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Guided Tour at Auschwitz

I have been doing research on guided tour at the concentration camp. I have some questions about the "tour with an educator".
1. We will have to reserve the tour online and pay for it before the trip. What if I missed the tour? For example, if I reserved the tour starting 12:45PM and I got there at 1:30PM. Will they put you on the very next available tour? Or I will simply lost the tour?

  1. I also read some reviews that the tour won't give you enough time to wander around for some area you are more interested in. Some reviews made it sound like soon after the educator finished talking, the group will have to move to next stop. Is that true?

  2. If the answer to 2nd question is true, can I leave the group and wander around myself?


Posted by
1941 posts

Hi, I found the answers to the questions in this FAQ:

It seems to say that they will try to accomodate you in the soonest available tour hour, but cannot guarantee that one will be available, and will not refund payment in that case.

  1. Yes, in my tour ("tour with an educator") we moved as a group from place to place. Our guide kept count of us as we progressed through the tour.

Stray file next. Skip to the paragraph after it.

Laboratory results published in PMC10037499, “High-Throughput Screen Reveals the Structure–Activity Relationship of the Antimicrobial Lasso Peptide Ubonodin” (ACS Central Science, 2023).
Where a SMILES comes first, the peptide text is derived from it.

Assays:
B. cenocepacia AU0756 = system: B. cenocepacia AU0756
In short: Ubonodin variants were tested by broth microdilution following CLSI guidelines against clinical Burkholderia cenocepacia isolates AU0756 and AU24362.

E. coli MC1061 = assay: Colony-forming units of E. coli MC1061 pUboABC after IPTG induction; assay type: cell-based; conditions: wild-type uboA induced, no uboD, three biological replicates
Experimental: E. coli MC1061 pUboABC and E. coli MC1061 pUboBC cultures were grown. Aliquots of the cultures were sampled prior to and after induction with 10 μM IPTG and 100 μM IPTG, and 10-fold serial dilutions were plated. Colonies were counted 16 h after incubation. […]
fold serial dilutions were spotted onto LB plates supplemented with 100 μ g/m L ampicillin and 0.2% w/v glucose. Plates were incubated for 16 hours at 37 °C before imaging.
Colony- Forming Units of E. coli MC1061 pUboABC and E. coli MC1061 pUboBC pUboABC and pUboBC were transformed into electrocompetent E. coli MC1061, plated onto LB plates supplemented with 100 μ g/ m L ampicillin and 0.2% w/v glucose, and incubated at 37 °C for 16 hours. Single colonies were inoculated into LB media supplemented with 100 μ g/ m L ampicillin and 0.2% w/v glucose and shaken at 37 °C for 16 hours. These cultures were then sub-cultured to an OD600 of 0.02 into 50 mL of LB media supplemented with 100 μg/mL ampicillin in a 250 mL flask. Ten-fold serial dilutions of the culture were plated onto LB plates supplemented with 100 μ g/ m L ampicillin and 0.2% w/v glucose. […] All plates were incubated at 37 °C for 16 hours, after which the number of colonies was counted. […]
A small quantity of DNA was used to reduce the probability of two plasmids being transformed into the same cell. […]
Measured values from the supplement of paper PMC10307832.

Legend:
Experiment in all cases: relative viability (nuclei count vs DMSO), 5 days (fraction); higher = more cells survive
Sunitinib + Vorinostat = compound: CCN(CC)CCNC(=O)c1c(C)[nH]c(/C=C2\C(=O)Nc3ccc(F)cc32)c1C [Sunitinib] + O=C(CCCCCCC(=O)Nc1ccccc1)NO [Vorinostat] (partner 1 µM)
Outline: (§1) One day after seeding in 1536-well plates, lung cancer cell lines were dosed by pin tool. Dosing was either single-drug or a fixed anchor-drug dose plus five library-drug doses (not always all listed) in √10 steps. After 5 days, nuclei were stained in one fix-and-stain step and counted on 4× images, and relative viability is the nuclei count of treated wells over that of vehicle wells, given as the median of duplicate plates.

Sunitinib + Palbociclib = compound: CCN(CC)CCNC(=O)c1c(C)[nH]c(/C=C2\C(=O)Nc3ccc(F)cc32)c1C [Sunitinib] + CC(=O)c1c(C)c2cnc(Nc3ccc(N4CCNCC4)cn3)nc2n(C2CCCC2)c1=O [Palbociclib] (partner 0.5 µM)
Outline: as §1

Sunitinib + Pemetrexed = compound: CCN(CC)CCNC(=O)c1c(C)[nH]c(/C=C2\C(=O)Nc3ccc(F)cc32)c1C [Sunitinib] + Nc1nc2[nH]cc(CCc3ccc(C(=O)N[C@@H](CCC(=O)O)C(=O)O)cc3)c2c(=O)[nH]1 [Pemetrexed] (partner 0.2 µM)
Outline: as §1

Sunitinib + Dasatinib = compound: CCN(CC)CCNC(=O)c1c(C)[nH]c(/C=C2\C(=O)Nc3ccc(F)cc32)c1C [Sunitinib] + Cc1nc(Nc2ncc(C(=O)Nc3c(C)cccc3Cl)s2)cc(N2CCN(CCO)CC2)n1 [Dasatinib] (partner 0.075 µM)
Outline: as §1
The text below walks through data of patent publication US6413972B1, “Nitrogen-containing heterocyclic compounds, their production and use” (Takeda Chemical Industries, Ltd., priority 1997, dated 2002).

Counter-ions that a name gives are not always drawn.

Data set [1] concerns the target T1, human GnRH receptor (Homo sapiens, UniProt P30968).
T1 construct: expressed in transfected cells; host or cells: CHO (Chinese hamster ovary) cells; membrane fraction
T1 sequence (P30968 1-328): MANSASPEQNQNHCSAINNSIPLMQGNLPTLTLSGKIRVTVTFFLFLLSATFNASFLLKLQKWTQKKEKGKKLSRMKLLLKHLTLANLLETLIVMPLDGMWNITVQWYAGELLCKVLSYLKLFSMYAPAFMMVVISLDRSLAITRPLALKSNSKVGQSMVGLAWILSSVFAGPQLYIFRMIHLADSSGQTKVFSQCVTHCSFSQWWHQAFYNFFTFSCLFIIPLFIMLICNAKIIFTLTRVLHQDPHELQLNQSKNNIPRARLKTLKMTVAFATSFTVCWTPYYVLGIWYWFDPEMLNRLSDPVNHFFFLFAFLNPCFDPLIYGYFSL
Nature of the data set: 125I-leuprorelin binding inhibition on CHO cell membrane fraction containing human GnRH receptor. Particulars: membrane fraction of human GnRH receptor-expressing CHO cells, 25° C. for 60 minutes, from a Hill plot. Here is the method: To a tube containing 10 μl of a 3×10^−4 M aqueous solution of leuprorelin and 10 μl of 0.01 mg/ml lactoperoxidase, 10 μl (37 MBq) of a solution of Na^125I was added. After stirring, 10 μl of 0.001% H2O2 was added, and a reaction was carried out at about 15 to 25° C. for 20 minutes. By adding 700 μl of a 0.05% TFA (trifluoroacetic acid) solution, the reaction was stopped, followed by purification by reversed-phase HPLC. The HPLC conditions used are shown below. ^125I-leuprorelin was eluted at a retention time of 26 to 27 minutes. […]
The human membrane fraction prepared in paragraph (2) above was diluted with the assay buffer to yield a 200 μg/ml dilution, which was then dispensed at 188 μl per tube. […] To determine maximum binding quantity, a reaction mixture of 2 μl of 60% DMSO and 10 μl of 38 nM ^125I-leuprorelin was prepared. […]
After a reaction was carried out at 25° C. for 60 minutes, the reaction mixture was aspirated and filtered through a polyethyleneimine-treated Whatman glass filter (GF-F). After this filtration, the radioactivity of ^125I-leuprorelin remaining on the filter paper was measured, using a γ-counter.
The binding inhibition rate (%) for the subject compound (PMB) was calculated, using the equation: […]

2. I believe the expectation is that, if you are on a guided tour, you stay with the group. When 1 or 2 folks "went missing" from our group, our guide took a moment away from the tour to "find" them and bring everyone back together.

Posted by
5966 posts

Just my opinion. Auschwitz I, the prison/labor camp, is a large group of similar looking buildings, some of which have special significance, or have museum exhibits and are set up for visiting. Other buildings are not marked or are not accessible. I think that without the educator, it would be difficult to find and see the most important things there. The educator also tells some of the stories about people who ran the place and the inmates, and things that happened there. So IMO, the educator adds tremendous value to the experience. They take it seriously and expect you to as well. I think thats why they refer to them as educators and not just guides. I did not see a lot of security guards there either, so keeping visitors from wandering and potentially damaging things is something they do.

Auschwitz/Birkenau, the killing place a couple of miles from I, is a much more wide open space with the infamous railcar platform, Canada house, and buildings that are in various states of restoration and decay. There, you are much more free to wander and contemplate on your own. Some people could not handle that place and just stayed at the coffee shop to wait for the bus.

Posted by
11262 posts

It's been about 5 years, but when I went, we had to stay with our tour. However, once it was finished, we were free to wander on our own, spending more time at places the tour had been or going into other areas the tour didn't cover.